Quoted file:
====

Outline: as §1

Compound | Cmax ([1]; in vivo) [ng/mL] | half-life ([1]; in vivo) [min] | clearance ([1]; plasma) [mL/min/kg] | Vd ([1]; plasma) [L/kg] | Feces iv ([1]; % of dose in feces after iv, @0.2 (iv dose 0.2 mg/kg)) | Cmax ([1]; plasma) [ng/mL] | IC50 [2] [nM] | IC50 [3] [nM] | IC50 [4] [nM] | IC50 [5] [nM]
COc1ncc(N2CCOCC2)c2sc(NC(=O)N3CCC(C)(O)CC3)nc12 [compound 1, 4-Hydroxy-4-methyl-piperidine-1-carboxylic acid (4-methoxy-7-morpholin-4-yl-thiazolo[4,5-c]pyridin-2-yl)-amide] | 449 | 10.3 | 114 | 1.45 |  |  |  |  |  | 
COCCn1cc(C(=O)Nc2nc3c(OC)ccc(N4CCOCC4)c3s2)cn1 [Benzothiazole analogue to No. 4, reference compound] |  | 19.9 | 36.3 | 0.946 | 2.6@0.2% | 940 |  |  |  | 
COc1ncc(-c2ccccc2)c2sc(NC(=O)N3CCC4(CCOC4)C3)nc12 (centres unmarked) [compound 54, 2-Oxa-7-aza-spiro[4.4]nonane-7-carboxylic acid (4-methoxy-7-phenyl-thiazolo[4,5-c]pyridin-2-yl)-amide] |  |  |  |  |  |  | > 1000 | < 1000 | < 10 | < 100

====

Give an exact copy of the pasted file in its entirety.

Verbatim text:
Outline: as §1

Compound | Cmax ([1]; in vivo) [ng/mL] | half-life ([1]; in vivo) [min] | clearance ([1]; plasma) [mL/min/kg] | Vd ([1]; plasma) [L/kg] | Feces iv ([1]; % of dose in feces after iv, @0.2 (iv dose 0.2 mg/kg)) | Cmax ([1]; plasma) [ng/mL] | IC50 [2] [nM] | IC50 [3] [nM] | IC50 [4] [nM] | IC50 [5] [nM]
COc1ncc(N2CCOCC2)c2sc(NC(=O)N3CCC(C)(O)CC3)nc12 [compound 1, 4-Hydroxy-4-methyl-piperidine-1-carboxylic acid (4-methoxy-7-morpholin-4-yl-thiazolo[4,5-c]pyridin-2-yl)-amide] | 449 | 10.3 | 114 | 1.45 |  |  |  |  |  | 
COCCn1cc(C(=O)Nc2nc3c(OC)ccc(N4CCOCC4)c3s2)cn1 [Benzothiazole analogue to No. 4, reference compound] |  | 19.9 | 36.3 | 0.946 | 2.6@0.2% | 940 |  |  |  | 
COc1ncc(-c2ccccc2)c2sc(NC(=O)N3CCC4(CCOC4)C3)nc12 (centres unmarked) [compound 54, 2-Oxa-7-aza-spiro[4.4]nonane-7-carboxylic acid (4-methoxy-7-phenyl-thiazolo[4,5-c]pyridin-2-yl)-amide] |  |  |  |  |  |  | > 1000 | < 1000 | < 10 | < 100